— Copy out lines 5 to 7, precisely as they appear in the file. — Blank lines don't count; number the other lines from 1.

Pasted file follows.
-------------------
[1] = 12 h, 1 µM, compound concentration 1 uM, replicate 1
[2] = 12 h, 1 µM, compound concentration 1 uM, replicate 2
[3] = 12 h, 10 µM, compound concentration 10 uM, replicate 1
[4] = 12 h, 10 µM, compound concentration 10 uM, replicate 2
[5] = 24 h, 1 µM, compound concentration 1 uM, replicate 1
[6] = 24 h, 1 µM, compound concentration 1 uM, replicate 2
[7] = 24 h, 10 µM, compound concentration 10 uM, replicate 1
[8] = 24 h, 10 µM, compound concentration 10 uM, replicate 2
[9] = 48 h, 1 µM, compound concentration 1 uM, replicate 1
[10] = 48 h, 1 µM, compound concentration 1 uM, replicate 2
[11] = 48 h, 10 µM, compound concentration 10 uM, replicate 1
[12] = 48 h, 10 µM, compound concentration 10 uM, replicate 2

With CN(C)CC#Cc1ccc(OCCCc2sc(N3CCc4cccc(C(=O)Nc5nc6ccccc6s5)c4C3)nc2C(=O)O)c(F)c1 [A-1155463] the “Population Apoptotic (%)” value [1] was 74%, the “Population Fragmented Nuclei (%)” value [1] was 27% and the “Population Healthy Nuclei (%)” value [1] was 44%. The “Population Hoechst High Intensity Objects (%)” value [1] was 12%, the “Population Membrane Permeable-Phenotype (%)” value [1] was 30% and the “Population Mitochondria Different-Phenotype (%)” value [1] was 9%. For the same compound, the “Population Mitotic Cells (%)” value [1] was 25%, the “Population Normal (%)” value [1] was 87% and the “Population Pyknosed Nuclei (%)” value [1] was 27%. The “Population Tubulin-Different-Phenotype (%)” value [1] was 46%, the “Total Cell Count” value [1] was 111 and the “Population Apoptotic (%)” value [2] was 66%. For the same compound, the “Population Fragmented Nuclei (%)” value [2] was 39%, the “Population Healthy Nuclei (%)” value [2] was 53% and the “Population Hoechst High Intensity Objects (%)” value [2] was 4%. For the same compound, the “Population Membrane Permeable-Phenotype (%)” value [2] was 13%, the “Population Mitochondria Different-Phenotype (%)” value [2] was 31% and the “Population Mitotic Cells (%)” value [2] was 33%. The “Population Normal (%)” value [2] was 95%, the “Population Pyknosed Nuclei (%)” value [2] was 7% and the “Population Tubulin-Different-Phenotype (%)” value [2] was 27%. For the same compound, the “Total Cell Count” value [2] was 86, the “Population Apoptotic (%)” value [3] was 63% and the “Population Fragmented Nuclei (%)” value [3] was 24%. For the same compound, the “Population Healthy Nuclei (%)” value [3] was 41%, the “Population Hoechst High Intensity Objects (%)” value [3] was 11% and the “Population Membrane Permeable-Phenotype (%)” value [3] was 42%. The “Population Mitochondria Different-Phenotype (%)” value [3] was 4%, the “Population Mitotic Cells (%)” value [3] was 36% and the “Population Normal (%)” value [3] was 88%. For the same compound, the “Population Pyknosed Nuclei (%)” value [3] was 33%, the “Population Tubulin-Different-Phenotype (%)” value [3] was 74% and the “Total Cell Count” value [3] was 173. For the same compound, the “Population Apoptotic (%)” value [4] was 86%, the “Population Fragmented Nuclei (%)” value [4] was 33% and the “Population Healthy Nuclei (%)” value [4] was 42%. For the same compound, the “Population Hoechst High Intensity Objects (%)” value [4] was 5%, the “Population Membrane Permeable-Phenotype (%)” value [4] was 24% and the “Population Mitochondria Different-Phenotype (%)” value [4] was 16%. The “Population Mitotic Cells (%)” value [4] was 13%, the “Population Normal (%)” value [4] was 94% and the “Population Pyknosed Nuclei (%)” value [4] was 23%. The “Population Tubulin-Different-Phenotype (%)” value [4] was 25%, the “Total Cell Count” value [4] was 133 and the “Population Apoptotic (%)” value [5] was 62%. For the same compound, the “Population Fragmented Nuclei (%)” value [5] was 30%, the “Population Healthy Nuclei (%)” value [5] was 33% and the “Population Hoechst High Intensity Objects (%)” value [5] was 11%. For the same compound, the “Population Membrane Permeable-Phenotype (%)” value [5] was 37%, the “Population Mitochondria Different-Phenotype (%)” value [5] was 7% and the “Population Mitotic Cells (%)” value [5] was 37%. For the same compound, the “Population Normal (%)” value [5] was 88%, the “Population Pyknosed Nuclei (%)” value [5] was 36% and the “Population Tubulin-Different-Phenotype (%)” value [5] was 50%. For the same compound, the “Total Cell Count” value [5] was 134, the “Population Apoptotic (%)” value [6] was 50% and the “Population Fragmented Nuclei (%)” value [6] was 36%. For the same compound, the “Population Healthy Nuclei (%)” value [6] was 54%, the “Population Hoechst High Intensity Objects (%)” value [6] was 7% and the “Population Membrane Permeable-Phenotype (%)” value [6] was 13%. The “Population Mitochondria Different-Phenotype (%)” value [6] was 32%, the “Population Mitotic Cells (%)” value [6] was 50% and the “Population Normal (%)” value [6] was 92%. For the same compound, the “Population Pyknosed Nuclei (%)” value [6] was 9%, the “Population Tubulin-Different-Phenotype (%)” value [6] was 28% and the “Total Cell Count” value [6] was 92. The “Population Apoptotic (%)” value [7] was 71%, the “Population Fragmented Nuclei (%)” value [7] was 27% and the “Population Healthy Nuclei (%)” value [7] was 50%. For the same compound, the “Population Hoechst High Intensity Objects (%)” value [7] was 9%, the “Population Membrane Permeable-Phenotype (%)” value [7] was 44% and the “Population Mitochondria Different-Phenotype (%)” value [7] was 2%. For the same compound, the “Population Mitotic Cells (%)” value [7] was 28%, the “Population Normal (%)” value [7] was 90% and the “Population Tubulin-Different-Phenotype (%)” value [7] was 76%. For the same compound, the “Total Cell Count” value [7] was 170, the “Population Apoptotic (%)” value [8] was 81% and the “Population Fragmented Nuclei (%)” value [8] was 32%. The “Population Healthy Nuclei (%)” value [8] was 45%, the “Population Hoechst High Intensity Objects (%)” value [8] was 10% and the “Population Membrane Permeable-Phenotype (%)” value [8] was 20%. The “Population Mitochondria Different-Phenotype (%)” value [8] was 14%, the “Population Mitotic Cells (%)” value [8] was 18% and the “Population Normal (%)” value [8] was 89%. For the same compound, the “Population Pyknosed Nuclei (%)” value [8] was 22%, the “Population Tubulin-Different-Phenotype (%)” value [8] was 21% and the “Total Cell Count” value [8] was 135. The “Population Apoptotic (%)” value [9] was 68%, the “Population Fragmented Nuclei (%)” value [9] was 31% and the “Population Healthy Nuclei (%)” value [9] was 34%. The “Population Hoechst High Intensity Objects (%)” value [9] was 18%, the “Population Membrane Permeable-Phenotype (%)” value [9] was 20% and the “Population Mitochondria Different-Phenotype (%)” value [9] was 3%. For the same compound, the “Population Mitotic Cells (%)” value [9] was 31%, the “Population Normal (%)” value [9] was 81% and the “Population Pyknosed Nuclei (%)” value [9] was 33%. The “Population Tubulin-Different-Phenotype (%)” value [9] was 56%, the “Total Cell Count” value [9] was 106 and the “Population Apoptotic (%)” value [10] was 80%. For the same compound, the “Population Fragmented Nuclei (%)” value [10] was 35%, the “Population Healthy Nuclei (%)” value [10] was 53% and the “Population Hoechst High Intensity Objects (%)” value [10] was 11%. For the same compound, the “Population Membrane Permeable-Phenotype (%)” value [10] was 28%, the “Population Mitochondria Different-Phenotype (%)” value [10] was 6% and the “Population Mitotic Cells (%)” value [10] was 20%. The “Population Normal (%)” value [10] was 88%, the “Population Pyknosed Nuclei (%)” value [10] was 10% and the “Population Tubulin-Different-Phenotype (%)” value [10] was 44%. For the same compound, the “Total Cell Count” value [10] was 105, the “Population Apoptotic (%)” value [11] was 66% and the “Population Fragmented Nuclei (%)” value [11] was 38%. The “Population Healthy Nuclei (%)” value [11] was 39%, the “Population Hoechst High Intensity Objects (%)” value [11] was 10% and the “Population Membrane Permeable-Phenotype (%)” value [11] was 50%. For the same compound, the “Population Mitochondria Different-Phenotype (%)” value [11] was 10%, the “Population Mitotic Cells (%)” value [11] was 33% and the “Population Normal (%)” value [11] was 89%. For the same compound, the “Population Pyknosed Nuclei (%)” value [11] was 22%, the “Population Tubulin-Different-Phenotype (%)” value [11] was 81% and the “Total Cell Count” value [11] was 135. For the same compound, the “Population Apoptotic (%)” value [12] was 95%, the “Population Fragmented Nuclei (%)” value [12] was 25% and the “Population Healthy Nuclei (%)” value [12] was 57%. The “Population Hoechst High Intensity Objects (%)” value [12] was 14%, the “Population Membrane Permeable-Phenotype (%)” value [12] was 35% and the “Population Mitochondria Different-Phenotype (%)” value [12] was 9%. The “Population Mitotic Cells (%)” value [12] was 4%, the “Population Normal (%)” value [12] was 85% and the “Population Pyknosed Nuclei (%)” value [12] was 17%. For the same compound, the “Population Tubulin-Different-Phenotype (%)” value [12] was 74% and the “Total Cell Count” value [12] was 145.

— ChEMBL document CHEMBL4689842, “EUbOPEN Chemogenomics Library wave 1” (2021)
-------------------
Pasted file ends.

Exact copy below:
[5] = 24 h, 1 µM, compound concentration 1 uM, replicate 1
[6] = 24 h, 1 µM, compound concentration 1 uM, replicate 2
[7] = 24 h, 10 µM, compound concentration 10 uM, replicate 1